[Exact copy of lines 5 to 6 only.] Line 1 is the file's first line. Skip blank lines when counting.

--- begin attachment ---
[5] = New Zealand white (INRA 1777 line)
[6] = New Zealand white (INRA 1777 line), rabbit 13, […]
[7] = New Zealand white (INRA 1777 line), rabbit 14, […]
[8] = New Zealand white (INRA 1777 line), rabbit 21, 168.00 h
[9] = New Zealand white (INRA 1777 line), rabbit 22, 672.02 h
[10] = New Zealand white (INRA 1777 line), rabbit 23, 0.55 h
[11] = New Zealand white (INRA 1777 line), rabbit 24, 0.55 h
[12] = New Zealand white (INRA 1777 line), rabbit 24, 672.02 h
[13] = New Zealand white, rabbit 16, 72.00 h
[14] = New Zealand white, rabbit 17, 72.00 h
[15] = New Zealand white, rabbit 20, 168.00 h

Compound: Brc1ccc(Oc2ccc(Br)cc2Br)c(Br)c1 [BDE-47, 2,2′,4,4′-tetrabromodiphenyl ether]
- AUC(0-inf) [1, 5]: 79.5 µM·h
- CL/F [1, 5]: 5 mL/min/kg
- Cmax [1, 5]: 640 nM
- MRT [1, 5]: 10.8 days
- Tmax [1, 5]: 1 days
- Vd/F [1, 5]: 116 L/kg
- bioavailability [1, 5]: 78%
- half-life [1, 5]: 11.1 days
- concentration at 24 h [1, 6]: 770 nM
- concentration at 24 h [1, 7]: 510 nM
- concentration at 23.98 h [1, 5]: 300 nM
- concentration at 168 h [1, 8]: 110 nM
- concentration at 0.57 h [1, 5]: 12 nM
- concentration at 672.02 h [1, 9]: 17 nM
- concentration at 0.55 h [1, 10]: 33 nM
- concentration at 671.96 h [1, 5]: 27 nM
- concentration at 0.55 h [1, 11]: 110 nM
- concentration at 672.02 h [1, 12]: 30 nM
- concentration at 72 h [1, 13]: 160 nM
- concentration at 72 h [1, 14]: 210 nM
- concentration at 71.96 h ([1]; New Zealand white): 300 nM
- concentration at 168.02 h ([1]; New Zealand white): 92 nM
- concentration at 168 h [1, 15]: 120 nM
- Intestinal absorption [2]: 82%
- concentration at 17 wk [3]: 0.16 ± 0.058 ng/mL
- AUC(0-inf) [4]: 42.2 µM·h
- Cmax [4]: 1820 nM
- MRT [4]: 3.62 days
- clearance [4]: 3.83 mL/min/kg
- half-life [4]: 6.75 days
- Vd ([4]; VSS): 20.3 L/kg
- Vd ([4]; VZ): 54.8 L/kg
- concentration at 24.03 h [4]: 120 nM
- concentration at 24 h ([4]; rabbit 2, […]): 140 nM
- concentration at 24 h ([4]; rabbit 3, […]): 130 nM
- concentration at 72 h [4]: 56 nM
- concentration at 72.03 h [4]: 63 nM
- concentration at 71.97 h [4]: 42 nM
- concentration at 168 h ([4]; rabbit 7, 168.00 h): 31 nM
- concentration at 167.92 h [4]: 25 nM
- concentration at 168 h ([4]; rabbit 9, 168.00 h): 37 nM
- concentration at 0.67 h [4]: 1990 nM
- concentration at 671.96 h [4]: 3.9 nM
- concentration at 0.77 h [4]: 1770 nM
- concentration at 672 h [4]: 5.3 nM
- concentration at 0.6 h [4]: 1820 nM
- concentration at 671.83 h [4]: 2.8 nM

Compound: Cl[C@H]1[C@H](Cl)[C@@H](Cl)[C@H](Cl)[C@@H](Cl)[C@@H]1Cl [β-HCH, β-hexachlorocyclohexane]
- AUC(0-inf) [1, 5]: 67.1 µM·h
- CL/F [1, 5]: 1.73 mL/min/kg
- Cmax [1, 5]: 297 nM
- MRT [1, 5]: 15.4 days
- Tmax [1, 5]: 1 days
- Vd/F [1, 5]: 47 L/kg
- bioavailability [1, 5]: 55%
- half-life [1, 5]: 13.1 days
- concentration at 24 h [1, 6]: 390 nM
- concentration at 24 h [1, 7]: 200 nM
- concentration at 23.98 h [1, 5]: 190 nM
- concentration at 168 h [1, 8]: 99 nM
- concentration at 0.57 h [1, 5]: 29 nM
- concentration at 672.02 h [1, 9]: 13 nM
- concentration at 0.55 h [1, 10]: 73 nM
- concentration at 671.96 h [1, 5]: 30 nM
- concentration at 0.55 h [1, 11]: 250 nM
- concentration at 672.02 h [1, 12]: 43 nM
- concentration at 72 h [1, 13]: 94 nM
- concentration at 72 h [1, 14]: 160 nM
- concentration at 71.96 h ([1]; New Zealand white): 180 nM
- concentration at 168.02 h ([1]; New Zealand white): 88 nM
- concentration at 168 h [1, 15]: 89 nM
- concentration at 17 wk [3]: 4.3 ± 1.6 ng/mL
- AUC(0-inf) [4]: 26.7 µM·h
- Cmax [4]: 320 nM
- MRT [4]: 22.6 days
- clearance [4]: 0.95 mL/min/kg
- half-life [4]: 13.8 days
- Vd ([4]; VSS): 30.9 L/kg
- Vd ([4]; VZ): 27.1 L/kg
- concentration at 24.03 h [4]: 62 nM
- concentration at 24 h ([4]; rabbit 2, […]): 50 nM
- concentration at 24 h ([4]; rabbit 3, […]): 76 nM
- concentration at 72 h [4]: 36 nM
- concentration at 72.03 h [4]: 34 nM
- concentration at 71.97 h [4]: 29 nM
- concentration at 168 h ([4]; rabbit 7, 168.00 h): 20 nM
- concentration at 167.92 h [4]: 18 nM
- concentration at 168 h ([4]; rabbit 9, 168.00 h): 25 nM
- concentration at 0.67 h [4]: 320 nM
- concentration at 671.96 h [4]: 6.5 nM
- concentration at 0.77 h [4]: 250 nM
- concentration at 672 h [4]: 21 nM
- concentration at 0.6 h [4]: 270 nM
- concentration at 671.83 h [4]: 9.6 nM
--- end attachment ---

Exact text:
[9] = New Zealand white (INRA 1777 line), rabbit 22, 672.02 h
[10] = New Zealand white (INRA 1777 line), rabbit 23, 0.55 h